Created by the Center for Spirituality & Healing and Charlson Meadows.

Jane Tries Acupuncture for her Migraines

Jane, a college student, had migraine headaches for four years. At first, they lasted only a day or two, but over the past year they have increased in frequency and often last 3-4 days. She saw her primary care provider, who gave her prescriptions for two different medications. After trying the medications for 6 months, Jane was concerned that they were not helping the migraines and were giving her side effects that interfered with her ability to keep up in class and study.

Jane had heard about acupuncture treatments for headaches and wondered if they would be a better option for her.

Category

Prescription Medications

Acupuncture

Risk

Cost risk: Low, since health insurance pays all but $20/month copay.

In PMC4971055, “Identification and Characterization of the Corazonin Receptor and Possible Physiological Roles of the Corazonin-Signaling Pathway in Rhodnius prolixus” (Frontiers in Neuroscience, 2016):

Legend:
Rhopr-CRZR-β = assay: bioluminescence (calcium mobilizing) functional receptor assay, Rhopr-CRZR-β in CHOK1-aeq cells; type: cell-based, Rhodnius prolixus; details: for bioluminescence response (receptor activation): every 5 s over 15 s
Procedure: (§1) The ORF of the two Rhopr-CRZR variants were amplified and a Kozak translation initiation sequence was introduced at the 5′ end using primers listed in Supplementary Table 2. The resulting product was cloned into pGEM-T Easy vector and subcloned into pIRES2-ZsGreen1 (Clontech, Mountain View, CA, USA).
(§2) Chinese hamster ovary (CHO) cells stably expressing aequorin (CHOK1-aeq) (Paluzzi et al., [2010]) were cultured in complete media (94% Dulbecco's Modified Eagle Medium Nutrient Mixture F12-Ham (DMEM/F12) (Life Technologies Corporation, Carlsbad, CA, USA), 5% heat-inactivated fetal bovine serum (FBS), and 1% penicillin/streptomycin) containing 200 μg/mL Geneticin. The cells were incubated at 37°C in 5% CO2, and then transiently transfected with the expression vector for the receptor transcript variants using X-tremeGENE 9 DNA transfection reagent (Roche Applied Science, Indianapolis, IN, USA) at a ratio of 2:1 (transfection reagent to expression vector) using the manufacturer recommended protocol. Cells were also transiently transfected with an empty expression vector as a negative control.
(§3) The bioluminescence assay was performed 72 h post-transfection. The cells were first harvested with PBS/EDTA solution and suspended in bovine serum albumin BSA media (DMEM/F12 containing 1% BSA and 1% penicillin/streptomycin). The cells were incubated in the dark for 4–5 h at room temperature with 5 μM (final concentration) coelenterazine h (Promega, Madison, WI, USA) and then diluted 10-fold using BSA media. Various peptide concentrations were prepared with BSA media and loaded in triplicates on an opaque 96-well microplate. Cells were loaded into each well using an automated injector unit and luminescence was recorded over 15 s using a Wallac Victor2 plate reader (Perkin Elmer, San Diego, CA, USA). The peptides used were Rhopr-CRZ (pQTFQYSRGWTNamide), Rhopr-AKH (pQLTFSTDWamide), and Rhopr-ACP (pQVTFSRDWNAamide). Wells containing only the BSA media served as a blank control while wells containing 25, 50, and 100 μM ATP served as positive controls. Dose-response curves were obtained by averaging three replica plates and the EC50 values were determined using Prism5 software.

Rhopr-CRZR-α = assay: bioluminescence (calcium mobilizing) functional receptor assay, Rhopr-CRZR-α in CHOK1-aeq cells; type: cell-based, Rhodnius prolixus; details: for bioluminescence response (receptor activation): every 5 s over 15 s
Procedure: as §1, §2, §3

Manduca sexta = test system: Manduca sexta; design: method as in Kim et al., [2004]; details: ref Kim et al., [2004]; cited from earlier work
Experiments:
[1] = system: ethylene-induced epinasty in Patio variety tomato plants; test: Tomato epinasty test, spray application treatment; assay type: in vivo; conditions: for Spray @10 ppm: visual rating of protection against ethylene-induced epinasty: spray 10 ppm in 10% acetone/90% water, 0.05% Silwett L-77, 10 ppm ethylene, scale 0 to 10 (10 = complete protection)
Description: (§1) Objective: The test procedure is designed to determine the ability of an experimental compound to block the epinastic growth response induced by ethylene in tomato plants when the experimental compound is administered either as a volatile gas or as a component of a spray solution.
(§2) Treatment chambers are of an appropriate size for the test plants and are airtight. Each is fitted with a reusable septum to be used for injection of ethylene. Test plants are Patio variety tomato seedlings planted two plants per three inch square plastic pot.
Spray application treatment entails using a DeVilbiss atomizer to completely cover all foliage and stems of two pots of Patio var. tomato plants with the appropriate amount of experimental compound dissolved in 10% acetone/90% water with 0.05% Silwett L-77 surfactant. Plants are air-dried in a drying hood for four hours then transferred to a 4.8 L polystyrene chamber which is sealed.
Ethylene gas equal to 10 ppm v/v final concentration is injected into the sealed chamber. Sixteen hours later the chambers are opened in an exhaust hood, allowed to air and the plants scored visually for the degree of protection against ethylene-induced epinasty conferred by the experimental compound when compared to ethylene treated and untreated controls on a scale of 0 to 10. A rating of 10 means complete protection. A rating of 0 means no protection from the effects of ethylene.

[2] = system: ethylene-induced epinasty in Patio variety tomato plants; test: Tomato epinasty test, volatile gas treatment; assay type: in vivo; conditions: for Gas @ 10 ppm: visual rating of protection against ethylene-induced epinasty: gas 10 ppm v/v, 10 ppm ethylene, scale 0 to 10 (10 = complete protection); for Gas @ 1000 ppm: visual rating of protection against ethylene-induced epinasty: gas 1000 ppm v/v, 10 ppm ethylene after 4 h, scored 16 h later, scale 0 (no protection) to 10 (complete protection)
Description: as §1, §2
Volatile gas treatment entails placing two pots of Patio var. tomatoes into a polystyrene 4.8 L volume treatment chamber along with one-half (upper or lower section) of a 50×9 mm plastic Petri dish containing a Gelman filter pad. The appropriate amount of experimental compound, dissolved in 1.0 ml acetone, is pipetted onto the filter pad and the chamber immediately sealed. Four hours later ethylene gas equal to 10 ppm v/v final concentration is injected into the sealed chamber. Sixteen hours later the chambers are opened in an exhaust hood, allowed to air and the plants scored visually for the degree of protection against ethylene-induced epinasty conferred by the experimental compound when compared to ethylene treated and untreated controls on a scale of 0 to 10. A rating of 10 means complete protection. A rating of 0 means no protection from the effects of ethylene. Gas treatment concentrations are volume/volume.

Health risk: Moderate to High. Jane finds the medications interfere with her ability to do study.

Cost risk: Moderate, since Jane will probably have to pay for the treatments herself.

Health risk: Low. There are few side effects or adverse events associated with acupuncture.

Evidence

Good. The medications have undergone clinical trials and FDA approval.

Moderate to Good: Found 129 articles on PubMed on acupuncture and migraine headaches.

Benefit

Low: The medications aren't helping her migraines.

Good: A large 2004 study in the British Medical Journal reported that those in the acupuncture group had fewer headaches and took less medication.


Jane thought that the evidence was moderately strong, but still not definitive. However, it seemed that the risk associated with acupuncture treatments was low, and the benefits high. Since her prescription drugs weren't giving her relief, she decided to stop taking them and give acupuncture a try.

 

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